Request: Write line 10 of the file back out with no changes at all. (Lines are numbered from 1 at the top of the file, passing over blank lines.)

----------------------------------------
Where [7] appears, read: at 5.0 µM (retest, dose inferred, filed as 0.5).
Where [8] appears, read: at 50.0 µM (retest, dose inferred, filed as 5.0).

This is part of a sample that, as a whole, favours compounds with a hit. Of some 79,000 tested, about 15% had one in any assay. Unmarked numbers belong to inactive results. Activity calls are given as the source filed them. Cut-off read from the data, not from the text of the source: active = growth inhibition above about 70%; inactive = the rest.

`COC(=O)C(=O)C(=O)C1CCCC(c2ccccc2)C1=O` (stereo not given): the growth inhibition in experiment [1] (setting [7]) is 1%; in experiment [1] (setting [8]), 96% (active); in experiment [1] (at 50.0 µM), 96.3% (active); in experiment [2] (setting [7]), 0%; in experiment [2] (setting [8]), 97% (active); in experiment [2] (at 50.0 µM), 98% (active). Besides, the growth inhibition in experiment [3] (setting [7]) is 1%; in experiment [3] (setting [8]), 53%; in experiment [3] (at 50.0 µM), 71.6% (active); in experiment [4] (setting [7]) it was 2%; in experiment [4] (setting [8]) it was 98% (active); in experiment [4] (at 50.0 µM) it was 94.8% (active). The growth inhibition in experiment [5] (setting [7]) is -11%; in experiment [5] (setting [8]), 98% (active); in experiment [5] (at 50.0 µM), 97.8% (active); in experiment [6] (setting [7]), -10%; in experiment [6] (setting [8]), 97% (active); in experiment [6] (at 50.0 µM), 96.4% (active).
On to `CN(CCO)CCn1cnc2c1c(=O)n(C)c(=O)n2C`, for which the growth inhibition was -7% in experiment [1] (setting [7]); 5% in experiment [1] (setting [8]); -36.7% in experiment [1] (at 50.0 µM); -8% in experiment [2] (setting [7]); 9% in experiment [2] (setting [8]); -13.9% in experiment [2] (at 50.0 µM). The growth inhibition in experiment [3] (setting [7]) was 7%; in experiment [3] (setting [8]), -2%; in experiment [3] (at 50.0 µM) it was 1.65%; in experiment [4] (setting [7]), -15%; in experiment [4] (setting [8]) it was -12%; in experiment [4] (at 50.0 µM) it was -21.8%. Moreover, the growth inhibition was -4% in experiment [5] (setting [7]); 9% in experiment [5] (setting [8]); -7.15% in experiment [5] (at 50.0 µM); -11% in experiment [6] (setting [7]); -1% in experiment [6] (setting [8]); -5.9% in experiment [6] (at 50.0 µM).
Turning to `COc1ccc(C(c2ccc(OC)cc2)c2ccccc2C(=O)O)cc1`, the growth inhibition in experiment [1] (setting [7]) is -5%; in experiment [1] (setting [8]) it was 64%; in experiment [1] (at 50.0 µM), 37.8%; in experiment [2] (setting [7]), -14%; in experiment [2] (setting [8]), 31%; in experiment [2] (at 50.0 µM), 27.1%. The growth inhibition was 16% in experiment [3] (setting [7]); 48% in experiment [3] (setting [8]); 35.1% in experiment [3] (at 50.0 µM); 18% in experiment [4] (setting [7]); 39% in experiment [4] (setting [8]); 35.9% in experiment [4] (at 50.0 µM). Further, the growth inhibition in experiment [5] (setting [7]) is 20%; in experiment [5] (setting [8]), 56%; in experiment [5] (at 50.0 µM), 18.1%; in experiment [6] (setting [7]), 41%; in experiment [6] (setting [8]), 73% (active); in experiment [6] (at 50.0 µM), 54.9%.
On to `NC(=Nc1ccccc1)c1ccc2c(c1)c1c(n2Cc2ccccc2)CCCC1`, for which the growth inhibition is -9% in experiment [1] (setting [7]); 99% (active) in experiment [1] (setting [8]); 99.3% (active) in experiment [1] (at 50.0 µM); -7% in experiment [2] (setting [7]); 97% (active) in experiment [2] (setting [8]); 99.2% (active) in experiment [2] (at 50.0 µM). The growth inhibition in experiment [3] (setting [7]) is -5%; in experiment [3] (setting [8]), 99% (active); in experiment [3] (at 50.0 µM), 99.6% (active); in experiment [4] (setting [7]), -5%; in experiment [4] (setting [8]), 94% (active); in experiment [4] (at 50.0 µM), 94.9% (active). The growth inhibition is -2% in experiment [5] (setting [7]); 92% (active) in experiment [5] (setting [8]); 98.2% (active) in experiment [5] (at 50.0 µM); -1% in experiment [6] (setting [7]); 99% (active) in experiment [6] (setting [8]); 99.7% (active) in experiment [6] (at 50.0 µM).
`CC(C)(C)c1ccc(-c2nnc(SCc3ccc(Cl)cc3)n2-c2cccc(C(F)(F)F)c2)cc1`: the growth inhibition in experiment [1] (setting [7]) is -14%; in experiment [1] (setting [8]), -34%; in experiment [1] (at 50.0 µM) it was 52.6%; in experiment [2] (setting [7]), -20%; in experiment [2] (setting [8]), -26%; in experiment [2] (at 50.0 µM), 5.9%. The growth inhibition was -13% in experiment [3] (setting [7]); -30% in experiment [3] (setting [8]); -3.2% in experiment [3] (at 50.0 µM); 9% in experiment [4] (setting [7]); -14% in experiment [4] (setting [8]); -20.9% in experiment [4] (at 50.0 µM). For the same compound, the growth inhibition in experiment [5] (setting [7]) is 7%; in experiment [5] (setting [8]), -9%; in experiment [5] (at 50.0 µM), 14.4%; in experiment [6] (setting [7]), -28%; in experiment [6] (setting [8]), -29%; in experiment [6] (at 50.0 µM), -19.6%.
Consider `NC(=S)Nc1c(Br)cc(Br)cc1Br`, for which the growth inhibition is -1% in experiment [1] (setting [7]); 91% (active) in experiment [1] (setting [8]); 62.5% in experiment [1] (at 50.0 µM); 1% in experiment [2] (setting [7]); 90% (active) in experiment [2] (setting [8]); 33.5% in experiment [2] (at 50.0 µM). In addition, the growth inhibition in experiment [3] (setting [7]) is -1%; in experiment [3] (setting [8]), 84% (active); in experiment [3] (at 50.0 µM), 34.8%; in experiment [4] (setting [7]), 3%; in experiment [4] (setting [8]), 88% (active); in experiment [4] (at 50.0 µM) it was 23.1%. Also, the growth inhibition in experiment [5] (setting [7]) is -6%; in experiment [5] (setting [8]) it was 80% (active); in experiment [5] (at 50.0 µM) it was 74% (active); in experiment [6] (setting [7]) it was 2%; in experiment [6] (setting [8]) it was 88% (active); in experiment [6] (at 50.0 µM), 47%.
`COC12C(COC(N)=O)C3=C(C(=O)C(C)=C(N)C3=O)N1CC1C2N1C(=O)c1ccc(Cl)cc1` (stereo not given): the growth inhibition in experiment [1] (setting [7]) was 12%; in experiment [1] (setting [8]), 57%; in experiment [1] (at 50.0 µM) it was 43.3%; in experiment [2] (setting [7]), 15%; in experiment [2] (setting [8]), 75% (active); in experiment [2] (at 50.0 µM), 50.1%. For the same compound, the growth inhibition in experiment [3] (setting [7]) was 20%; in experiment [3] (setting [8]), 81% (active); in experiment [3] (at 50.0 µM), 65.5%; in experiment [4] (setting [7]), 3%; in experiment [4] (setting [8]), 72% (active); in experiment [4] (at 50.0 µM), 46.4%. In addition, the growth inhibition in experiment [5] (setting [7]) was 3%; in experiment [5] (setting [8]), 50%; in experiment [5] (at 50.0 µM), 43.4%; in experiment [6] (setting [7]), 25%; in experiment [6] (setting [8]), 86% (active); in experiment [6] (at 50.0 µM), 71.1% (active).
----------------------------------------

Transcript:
`COC12C(COC(N)=O)C3=C(C(=O)C(C)=C(N)C3=O)N1CC1C2N1C(=O)c1ccc(Cl)cc1` (stereo not given): the growth inhibition in experiment [1] (setting [7]) was 12%; in experiment [1] (setting [8]), 57%; in experiment [1] (at 50.0 µM) it was 43.3%; in experiment [2] (setting [7]), 15%; in experiment [2] (setting [8]), 75% (active); in experiment [2] (at 50.0 µM), 50.1%. For the same compound, the growth inhibition in experiment [3] (setting [7]) was 20%; in experiment [3] (setting [8]), 81% (active); in experiment [3] (at 50.0 µM), 65.5%; in experiment [4] (setting [7]), 3%; in experiment [4] (setting [8]), 72% (active); in experiment [4] (at 50.0 µM), 46.4%. In addition, the growth inhibition in experiment [5] (setting [7]) was 3%; in experiment [5] (setting [8]), 50%; in experiment [5] (at 50.0 µM), 43.4%; in experiment [6] (setting [7]), 25%; in experiment [6] (setting [8]), 86% (active); in experiment [6] (at 50.0 µM), 71.1% (active).